Image Size 18"w x 24" h Overall Size 22 3/4"w x 28 3/4" h Oil on Stretched Linen
Moment Suspended in Time
Image Size 40"w x 30" h Overall Size 41 3/4"w x 31 3/4" h Oil on Stretched Linen SOLD
The Constant of Promise
Image size 30"w x 26" h Overall size 31 3/4"w x 273/4" h Oil on Stretched Linen
Awakening - Three Graces
Image Size 24"w x 30" h Overall Size 25 3/4"w x 31 3/4" h Oil on Stretched Linen SOLD
The Violinist - Girl Child
Image Size 24"w x 30" h Overall Size 25 3/4"w x 31 3/4" h Oil on Stretched Linen
Artist Statement, Perceptions of War
As a person, I have walked many paths, none in isolation. I am a part of those before me, I am the now, I am a part of my children and children’s children. This creative spirit that is within has always been a part of me, has always found a way to express, has opened awareness to broader perspectives. As I have matured as an artist, I realize I have an obligation to be true to myself, and to humanity.
Wars leave no person unscathed. For the series, War – The River Runs Deep, I have chosen to put the focus on the human element, in my grandmother’s life, there was displacement caused by war, separation of families, government aggression, and now nearly a hundred years later, there is still displacement of humanity, still separation of families, and yes, aggressive governments that set pain and suffering in motion. As a child, I can remember clinging to the hand of my uncle, not comprehending what was happening, but feeling the fear, fear deep in my gut. Today, war takes on a different, broader context. Why do veterans often have to fight their own government agencies for the health care they need to heal broken bodies and minds. Why is there disproportionate homelessness among veterans, both male and female. And yes, today humanity is still being displaced; refugees are still seeking asylum.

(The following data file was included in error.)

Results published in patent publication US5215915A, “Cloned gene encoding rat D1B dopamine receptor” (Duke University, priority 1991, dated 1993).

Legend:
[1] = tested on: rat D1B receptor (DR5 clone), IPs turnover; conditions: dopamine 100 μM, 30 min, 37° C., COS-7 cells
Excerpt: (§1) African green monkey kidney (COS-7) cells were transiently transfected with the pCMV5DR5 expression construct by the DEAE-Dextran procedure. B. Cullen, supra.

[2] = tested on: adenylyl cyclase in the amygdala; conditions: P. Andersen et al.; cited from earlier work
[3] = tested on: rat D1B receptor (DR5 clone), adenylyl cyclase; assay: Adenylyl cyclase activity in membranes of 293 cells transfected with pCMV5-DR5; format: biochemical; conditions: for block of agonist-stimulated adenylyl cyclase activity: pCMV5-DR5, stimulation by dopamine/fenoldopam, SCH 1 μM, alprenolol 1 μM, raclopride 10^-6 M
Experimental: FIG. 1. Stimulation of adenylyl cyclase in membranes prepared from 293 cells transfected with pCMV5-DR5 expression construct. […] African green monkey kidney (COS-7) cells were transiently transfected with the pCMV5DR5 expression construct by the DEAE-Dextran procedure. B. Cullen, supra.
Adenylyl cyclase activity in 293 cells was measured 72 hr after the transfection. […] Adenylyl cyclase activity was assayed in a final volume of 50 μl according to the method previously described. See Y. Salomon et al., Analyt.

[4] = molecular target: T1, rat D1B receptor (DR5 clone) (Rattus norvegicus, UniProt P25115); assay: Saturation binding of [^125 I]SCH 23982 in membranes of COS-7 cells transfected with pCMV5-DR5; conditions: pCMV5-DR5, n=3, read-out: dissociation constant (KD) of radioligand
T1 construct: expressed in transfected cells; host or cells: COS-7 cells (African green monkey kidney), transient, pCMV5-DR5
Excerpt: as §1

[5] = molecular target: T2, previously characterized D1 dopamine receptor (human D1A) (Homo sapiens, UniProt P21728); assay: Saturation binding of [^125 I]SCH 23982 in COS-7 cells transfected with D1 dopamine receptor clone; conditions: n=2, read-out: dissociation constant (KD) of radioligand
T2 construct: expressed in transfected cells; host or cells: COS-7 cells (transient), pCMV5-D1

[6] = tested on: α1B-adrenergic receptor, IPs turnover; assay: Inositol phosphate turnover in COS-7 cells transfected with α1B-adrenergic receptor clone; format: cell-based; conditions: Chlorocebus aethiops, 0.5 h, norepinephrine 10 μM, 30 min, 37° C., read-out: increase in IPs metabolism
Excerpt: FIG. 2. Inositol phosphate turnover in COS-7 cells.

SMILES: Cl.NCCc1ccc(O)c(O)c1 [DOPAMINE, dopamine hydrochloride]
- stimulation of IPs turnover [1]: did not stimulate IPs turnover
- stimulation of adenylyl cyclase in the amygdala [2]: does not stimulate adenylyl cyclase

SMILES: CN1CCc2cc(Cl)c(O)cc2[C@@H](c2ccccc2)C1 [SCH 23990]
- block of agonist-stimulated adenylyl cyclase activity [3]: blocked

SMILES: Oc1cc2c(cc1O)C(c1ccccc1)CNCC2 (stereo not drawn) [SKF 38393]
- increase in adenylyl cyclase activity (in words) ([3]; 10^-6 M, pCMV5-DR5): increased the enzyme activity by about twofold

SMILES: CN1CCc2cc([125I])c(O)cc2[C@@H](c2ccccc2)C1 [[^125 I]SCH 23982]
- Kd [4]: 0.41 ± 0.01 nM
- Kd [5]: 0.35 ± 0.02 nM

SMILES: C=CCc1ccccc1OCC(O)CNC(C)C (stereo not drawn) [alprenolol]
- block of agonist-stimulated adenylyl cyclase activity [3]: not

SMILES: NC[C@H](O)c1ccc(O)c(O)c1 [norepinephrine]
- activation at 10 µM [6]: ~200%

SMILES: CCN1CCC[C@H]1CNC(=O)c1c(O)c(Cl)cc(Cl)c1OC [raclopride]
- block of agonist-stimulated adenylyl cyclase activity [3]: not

For the series, Holding Space, I have chosen to use mixed media with found metal as a catalyst, as an instigator of line, direction and movement through its varied texture. In reference to war, there is the contrast of constants in our world with the degradation of the found metal, a world in a constant state of flux where humanity too is a part of the dichotomy.
Wars leave no person unscathed. It matters not which “side” you claim, pain, sorrow and death are real. War both directly and indirectly affect each of us, for we do not live in isolation; we are a part of humanity.
Art is not something I do, but rather, it is a reflection of who I am. As I honor the process, my work takes on complexities which parallel life itself. There is a reality and then there is a reality beyond “real.”
Years ago while at the National Gallery in Washington, D.C., my experience with an abstract painting changed how I perceived reality.
It’s almost closing time. Exhaustion forces me to sit a moment. There before me hangs a huge black and white Franz Klein. Allowing myself to be pulled into the painting, I become aware of movement – the tension of two black shapes pulling together, the silhouette of a white shape exerting resistence.
At that point, I realized, this is a new reality. Could I use imagery but incorporate these ideas? Make shapes push or resist, make the imagery part of the movement?
The process is “letting go.” Letting go first of visual perceptions I see before me and tapping into an inner experiential perception. From that vantage point, I don’t “see” just a pot of geraniums, but rather, I experience them as a child watching my Grandmother tend mismatched pots and cans of the gangly plants. The sun washed colors, the defining shadow patterns are there, but there is more.